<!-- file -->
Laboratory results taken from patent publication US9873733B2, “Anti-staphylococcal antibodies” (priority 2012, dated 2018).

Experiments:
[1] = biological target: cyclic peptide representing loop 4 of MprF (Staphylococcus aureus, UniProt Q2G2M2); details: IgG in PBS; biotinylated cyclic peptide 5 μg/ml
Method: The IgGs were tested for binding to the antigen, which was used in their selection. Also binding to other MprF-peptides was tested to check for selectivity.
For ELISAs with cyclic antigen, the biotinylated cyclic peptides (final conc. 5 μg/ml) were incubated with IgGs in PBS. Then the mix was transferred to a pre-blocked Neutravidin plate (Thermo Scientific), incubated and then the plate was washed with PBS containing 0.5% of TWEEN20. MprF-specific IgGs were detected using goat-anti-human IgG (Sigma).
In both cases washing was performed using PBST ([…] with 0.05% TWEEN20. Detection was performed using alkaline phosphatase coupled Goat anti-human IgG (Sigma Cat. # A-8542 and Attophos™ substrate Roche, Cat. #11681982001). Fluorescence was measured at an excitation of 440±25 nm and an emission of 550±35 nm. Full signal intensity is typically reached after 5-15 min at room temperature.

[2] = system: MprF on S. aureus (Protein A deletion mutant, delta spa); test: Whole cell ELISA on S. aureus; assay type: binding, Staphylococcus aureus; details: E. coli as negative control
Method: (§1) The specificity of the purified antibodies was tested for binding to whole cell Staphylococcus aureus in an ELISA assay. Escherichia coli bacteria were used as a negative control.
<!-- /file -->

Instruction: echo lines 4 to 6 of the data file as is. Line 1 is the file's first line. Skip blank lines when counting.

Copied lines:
Method: The IgGs were tested for binding to the antigen, which was used in their selection. Also binding to other MprF-peptides was tested to check for selectivity.
For ELISAs with cyclic antigen, the biotinylated cyclic peptides (final conc. 5 μg/ml) were incubated with IgGs in PBS. Then the mix was transferred to a pre-blocked Neutravidin plate (Thermo Scientific), incubated and then the plate was washed with PBS containing 0.5% of TWEEN20. MprF-specific IgGs were detected using goat-anti-human IgG (Sigma).
In both cases washing was performed using PBST ([…] with 0.05% TWEEN20. Detection was performed using alkaline phosphatase coupled Goat anti-human IgG (Sigma Cat. # A-8542 and Attophos™ substrate Roche, Cat. #11681982001). Fluorescence was measured at an excitation of 440±25 nm and an emission of 550±35 nm. Full signal intensity is typically reached after 5-15 min at room temperature.